The most award winning
healthcare information source.
TRUSTED FOR FOUR DECADES.
Gary Evans writes Hospital Infection Control & Prevention (HIC), Hospital Employee Health (HEH) and contributes to IRB Advisor (IRB). As senior writer at AHC, Evans has written numerous articles on infectious disease threats to both patients and health care workers, including pandemic influenza, MERS and Ebola. He has been honored for excellence in analytical reporting five times by the National Press Club in Washington, DC.
As Legionnaires disease (LD) hits record levels fueled by several recent national outbreaks, the Centers for Disease Control in Prevention is revising its guidelines on outbreak response for healthcare facilities, Hospital Infection Control & Prevention has learned.
Several issues appear to be on the table, including taking a more proactive approach by combining clinical and environmental surveillance findings, and possibly beginning outbreak investigations and water testing earlier based on a single confirmed infection.
A study presented this year at the CDC Epidemic Intelligence Service (EIS) conference showed that hospitals that intervene after one confirmed case of LD may detect and even prevent more subsequent cases. The study by Amanda Kamali, MD, a CDC EIS officer in Los Angeles, noted that the standard for hospitals in Europe is to conduct quarterly environmental culturing of water systems for Legionella. However, the CDC recommends that U.S. hospitals test water systems only during an outbreak of two or more cases or after one case in a transplant unit.1 In general, routine water testing in the absence of infections may not be cost-effective, as the CDC states on its website that “there is no evidence-based consensus recommendation regarding routine testing for Legionella for the prevention of legionellosis; as many research gaps exist. However, if testing is performed and Legionella is found, a plan should be in place regarding actions needed to eliminate Legionella from the water system.”2
The CDC is expected to align its forthcoming guidelines with the recently issued voluntary consensus standard to prevent legionellosis by the American Society of Heating, Refrigerating, and Air Conditioning Engineers (ASHRAE).3 The CDC states that the ASHRAE standard applies to any inpatient healthcare facility including hospitals and long-term care facilities. It also applies to outpatient healthcare facilities as well as senior housing developments with or without on-site skilled nursing staff. The standard allows healthcare facilities to follow “an alternate path to compliance” that includes risk assessment for multiple organisms and clinical disease surveillance, the CDC noted.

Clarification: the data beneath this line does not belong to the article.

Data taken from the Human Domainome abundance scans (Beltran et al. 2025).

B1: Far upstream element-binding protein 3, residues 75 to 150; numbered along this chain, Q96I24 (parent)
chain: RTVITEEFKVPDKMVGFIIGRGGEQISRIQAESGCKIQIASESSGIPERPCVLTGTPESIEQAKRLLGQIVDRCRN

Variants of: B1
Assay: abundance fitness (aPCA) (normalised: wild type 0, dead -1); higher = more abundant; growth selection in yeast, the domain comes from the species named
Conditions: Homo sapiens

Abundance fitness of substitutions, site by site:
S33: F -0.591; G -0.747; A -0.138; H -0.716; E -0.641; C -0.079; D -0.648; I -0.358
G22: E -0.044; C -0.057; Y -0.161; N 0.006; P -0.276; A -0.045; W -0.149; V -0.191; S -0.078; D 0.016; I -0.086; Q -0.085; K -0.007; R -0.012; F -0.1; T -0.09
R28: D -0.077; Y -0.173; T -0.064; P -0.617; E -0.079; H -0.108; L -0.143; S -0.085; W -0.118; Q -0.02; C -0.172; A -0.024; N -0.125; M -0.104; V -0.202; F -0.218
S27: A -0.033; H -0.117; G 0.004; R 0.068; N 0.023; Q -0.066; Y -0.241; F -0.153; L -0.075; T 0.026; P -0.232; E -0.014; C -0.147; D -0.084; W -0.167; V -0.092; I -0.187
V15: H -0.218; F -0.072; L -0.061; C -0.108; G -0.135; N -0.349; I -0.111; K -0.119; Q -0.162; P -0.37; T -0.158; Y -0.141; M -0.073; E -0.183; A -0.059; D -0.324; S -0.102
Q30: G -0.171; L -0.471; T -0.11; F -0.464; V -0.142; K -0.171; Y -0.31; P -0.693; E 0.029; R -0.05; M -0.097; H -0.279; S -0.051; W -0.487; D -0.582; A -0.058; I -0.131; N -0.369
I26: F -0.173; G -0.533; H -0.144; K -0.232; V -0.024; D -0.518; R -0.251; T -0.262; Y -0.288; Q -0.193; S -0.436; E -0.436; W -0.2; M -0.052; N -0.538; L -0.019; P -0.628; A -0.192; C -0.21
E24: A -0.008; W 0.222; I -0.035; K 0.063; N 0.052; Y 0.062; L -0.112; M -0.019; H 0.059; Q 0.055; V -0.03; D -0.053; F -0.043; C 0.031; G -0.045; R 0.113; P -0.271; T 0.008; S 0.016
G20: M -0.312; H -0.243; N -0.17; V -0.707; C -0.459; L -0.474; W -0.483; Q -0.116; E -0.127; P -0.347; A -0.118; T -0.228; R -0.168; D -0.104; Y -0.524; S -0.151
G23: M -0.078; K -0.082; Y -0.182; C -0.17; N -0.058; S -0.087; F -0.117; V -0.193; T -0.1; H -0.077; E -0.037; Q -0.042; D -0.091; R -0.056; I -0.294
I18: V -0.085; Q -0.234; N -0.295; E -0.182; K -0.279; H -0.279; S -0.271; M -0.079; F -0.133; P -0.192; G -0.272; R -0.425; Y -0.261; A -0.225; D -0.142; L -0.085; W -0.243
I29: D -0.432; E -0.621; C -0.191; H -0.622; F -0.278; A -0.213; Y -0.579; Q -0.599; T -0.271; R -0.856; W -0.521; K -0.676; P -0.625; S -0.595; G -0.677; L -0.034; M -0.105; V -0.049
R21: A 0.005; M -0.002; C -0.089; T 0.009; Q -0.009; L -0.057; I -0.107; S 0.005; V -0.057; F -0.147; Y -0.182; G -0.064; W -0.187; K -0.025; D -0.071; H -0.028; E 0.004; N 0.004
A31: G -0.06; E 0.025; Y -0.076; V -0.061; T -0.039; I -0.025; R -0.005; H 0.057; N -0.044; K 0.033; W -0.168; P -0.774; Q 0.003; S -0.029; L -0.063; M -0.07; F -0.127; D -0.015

“The CDC encourages healthcare facilities, to develop comprehensive water safety management plans,” Kamali says. “The newly released ASHRAE [standard] provides a framework for proactively managing building water systems and reducing the potential for Legionella colonization of these systems. Routine culturing of hospital water systems is not required. Some states and hospital systems in the U.S. do routine culturing, as do many European countries.”
1. Kamali A, Marquez P, Motala T, et al. Description of Nosocomial Legionella Infections: Los Angeles County. October 2005–August 2014. CDC EIS conference. Atlanta, April 20-23, 2015.
2. CDC. ASHRAE 188-2015: Legionellosis: Risk Management for Building Water Systems http://www.cdc.gov/legionella/health-depts/ashrae-faqs.html
3. ASHRAE 188 Legionellosis: Risk management for building water systems. June 26, 2015: https://www.ashrae.org/standards-research--technology